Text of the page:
When Kris Compton was early in her career in the financial services industry, she would come home from work at 6 p.m., enjoy time with her family, put the kids to bed and then get back to work until 2 a.m.

“I did what I had to do in order to be respected as a woman in the industry,” said Compton, now chief strategy officer for Alerus.

Often the only woman, Compton said she struggled with being a working mother.

“I sometimes felt rather alone because I was the only woman on our team at the time so I had to juggle different meetings, staying late, getting projects done and I had to juggle my family life while getting all those things done,” Compton said.

According to a study from the University of California Davis, women account for only 18% of finance jobs, less than in STEM fields.

Alerus’ executive team is made up of four women and one man.

“Alerus would absolutely be an outlier,” said Katie Lorenson, chief financial officer for Alerus.

Lorenson, Compton, Chief Business Officer Ann McConn, Chief Risk Officer Karin Taylor and CEO Randy Newman make up the team.

Katherine Campbell, chair of the accounting department at UND, said the lack of women in finance jobs is “a pretty persistent problem.”

“Nobody really knows what the problem is. There is a lot of research on it, but it certainly is pervasive,” Campbell said. “So an executive board like Alerus’ would be pretty unusual.”

Breaking the norm

While the gender gap has improved in the 45 years Compton has worked in the industry, she remembers being the only woman at the table for many years.

“I really have never known anything different, other than to be one of the few women in the industry,” Compton said.

McConn, who started her career with Alerus in Grand Forks but then moved to Fargo, echoed that.

“It just became the norm. It was actually unusual for me at times to walk into a room where there were other women, especially the first half of my career,” McConn said.

The bar was set higher for women then, both said.

“There were certainly times early in my career where I definitely felt like I had to come to work more prepared than my male colleagues, whether it was self imposed or real,” Compton said. “I felt that I wouldn't be taken seriously. I wouldn't be able to establish credibility and respect unless I came extremely well prepared with issues and topics really well thought out. I just had to be on top of my game all the time.”

McConn said inherent biases on traditional mens’ roles and womens’ roles play into this.

“We have to perform a little bit better than maybe a male in the same position because of that inherent bias that we all have,” McConn said. “Strong women are viewed differently than a strong man. Strong women can be viewed as negative and its positive for a man to be strong. The expectation is just a little bit higher. I think women have had to work a little harder.”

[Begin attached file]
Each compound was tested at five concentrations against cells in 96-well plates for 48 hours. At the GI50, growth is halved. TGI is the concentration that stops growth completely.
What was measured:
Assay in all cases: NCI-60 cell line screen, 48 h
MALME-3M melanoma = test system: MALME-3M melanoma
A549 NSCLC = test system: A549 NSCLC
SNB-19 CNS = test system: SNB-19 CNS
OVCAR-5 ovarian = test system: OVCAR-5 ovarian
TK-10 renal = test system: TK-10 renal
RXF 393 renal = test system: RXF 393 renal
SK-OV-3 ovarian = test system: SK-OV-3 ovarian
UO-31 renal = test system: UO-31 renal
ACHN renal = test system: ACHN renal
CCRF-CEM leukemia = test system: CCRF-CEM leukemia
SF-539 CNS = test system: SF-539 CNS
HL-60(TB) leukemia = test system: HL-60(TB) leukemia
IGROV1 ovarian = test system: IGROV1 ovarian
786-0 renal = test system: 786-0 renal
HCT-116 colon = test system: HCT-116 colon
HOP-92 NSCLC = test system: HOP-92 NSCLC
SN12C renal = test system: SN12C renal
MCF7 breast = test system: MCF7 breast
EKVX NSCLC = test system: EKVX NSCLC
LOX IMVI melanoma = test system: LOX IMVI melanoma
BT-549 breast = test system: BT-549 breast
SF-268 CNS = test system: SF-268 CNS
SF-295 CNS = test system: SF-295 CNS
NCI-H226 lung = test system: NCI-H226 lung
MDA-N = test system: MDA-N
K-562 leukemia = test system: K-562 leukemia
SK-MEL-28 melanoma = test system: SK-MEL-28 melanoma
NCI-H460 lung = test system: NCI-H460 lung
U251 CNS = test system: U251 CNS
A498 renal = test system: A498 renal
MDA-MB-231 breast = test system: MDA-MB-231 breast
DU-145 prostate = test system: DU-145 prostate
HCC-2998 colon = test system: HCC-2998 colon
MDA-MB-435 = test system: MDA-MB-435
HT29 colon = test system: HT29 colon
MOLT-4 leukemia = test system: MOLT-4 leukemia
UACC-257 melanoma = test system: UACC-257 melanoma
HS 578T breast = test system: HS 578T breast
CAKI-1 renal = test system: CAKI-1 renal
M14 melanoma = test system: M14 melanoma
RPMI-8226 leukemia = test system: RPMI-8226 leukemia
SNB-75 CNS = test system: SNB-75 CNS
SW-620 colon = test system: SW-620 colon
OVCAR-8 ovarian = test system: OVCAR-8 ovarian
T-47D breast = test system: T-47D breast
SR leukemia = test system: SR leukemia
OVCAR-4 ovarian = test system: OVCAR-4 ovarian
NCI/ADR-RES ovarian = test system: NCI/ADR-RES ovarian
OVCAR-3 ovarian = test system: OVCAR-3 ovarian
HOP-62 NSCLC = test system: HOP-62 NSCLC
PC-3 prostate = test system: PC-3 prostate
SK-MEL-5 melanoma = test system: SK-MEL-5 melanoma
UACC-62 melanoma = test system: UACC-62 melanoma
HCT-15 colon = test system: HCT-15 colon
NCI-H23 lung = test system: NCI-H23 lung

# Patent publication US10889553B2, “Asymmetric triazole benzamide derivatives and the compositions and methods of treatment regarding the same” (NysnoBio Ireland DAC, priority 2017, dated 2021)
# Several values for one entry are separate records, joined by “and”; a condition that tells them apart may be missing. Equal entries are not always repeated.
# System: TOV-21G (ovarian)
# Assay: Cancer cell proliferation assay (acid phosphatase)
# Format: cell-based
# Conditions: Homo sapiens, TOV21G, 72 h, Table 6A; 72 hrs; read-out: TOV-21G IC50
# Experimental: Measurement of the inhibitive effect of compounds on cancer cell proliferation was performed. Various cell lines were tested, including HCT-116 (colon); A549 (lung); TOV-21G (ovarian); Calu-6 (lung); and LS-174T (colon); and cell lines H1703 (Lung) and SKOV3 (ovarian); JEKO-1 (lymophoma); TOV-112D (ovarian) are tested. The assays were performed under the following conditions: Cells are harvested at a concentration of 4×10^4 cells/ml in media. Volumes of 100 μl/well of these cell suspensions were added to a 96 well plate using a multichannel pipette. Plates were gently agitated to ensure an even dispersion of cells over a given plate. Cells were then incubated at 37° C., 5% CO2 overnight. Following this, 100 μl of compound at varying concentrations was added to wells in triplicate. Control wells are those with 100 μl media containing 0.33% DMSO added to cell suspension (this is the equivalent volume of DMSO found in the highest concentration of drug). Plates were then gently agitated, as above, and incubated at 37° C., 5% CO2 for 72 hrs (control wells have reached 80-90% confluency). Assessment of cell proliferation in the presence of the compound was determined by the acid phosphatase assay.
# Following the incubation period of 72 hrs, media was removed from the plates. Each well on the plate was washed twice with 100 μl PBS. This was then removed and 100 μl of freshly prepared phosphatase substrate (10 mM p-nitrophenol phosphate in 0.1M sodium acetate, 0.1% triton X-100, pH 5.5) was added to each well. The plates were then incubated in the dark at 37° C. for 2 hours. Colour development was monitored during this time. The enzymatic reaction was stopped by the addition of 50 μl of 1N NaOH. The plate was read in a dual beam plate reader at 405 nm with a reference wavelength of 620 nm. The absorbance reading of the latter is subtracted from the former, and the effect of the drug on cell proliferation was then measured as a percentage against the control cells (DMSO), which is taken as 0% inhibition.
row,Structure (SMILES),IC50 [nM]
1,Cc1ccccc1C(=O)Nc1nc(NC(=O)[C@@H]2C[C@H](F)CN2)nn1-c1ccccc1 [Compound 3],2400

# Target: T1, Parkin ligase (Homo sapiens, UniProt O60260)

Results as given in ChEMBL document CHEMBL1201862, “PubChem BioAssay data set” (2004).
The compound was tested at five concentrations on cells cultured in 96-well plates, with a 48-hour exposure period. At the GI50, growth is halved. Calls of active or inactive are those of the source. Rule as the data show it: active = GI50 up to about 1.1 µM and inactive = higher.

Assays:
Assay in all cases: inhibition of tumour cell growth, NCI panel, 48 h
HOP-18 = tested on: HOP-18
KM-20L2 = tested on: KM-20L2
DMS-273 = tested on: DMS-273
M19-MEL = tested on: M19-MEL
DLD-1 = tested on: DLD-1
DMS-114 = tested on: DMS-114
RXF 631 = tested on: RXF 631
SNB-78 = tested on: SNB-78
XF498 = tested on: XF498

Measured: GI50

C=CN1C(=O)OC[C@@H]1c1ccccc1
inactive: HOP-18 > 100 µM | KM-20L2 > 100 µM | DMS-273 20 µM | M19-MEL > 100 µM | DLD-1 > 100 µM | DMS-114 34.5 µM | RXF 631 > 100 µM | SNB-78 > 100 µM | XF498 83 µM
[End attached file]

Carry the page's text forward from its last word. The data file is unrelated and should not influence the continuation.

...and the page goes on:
Lorenson, who is 39 and has been working with Alerus about 18 months, said she’s been fortunate to have come up in an era where women were more equal in the workplace.

“I had opportunity to never think about it that way because I think the world was already evolving when I entered the workforce,” Lorenson said.

Forging the path for younger women

Compton said the executive team benefits from being majority women because of the way women communicate.

“Women naturally put more emphasis on relationships, ensuring as we work through tough issues that we deal with the issue itself and the relationship and personal dynamics as well,” Compton said. “I think that makes for better feedback and a better team.”

McConn said there is better dialogue in the group.

“Not to put anyone in a box, but I think our nature as women is to explore things a little deeper and ask more questions. So I think there is more discussion,” McConn said.

While the financial industry, and many others, have a ways to go in terms of the gender gap, Campbell said the good news is that the problem is being acknowledged and actively addressed.

“It’s been fun for me to sort of forge this path and see the younger leaders having a little easier time getting into those roles,” McConn said. “Younger women are able to come in with a whole different sense of what it means to be a woman in a leadership role today, because of some of the forging we were able to do over the years and the examples we were able to set. Women can be leaders; they can be good leaders.”